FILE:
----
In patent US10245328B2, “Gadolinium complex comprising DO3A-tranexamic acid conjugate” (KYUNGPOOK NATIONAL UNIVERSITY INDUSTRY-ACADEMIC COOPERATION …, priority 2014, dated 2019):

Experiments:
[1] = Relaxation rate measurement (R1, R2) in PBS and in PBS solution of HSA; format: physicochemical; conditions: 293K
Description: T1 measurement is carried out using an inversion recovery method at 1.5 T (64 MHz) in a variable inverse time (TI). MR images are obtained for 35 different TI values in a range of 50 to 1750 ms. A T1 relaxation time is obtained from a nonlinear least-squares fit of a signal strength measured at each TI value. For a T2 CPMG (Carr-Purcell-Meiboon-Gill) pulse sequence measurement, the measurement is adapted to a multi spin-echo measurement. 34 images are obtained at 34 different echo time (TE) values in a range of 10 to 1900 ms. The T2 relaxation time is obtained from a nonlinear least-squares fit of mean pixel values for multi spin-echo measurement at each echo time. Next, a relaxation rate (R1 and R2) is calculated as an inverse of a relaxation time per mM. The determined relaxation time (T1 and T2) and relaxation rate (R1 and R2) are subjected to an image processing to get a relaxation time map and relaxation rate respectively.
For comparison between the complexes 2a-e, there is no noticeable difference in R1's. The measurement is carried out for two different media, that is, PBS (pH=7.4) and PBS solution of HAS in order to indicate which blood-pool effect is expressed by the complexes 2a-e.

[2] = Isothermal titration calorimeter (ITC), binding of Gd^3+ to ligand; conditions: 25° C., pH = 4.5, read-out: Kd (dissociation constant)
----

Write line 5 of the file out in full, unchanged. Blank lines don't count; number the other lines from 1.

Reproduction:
For comparison between the complexes 2a-e, there is no noticeable difference in R1's. The measurement is carried out for two different media, that is, PBS (pH=7.4) and PBS solution of HAS in order to indicate which blood-pool effect is expressed by the complexes 2a-e.